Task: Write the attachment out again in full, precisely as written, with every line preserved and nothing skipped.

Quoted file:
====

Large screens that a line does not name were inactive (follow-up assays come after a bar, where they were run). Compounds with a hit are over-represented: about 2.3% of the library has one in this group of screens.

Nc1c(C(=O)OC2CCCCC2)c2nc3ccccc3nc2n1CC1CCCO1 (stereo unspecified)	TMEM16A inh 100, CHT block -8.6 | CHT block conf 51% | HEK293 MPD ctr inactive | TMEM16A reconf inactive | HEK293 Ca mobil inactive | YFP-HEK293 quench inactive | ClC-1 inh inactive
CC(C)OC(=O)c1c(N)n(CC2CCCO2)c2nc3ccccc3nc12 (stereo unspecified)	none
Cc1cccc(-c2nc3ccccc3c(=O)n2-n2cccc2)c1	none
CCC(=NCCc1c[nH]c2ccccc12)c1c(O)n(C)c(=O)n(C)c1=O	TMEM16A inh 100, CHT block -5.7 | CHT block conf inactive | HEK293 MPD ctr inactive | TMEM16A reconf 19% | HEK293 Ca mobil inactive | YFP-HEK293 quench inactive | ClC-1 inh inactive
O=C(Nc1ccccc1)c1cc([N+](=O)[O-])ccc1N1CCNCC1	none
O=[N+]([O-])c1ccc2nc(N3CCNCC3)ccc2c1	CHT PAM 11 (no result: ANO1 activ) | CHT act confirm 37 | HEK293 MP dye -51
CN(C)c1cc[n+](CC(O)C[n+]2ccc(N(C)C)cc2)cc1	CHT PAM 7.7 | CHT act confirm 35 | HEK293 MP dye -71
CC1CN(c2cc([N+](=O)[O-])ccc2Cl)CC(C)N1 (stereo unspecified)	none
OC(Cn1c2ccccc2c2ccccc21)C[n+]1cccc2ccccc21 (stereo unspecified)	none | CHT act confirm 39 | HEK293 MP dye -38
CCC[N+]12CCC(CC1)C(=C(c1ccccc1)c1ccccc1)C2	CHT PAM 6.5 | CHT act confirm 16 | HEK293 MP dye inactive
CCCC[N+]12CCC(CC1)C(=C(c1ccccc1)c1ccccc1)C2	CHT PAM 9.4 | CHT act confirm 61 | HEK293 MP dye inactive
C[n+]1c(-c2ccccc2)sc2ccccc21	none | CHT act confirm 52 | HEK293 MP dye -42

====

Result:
Large screens that a line does not name were inactive (follow-up assays come after a bar, where they were run). Compounds with a hit are over-represented: about 2.3% of the library has one in this group of screens.

Nc1c(C(=O)OC2CCCCC2)c2nc3ccccc3nc2n1CC1CCCO1 (stereo unspecified)	TMEM16A inh 100, CHT block -8.6 | CHT block conf 51% | HEK293 MPD ctr inactive | TMEM16A reconf inactive | HEK293 Ca mobil inactive | YFP-HEK293 quench inactive | ClC-1 inh inactive
CC(C)OC(=O)c1c(N)n(CC2CCCO2)c2nc3ccccc3nc12 (stereo unspecified)	none
Cc1cccc(-c2nc3ccccc3c(=O)n2-n2cccc2)c1	none
CCC(=NCCc1c[nH]c2ccccc12)c1c(O)n(C)c(=O)n(C)c1=O	TMEM16A inh 100, CHT block -5.7 | CHT block conf inactive | HEK293 MPD ctr inactive | TMEM16A reconf 19% | HEK293 Ca mobil inactive | YFP-HEK293 quench inactive | ClC-1 inh inactive
O=C(Nc1ccccc1)c1cc([N+](=O)[O-])ccc1N1CCNCC1	none
O=[N+]([O-])c1ccc2nc(N3CCNCC3)ccc2c1	CHT PAM 11 (no result: ANO1 activ) | CHT act confirm 37 | HEK293 MP dye -51
CN(C)c1cc[n+](CC(O)C[n+]2ccc(N(C)C)cc2)cc1	CHT PAM 7.7 | CHT act confirm 35 | HEK293 MP dye -71
CC1CN(c2cc([N+](=O)[O-])ccc2Cl)CC(C)N1 (stereo unspecified)	none
OC(Cn1c2ccccc2c2ccccc21)C[n+]1cccc2ccccc21 (stereo unspecified)	none | CHT act confirm 39 | HEK293 MP dye -38
CCC[N+]12CCC(CC1)C(=C(c1ccccc1)c1ccccc1)C2	CHT PAM 6.5 | CHT act confirm 16 | HEK293 MP dye inactive
CCCC[N+]12CCC(CC1)C(=C(c1ccccc1)c1ccccc1)C2	CHT PAM 9.4 | CHT act confirm 61 | HEK293 MP dye inactive
C[n+]1c(-c2ccccc2)sc2ccccc21	none | CHT act confirm 52 | HEK293 MP dye -42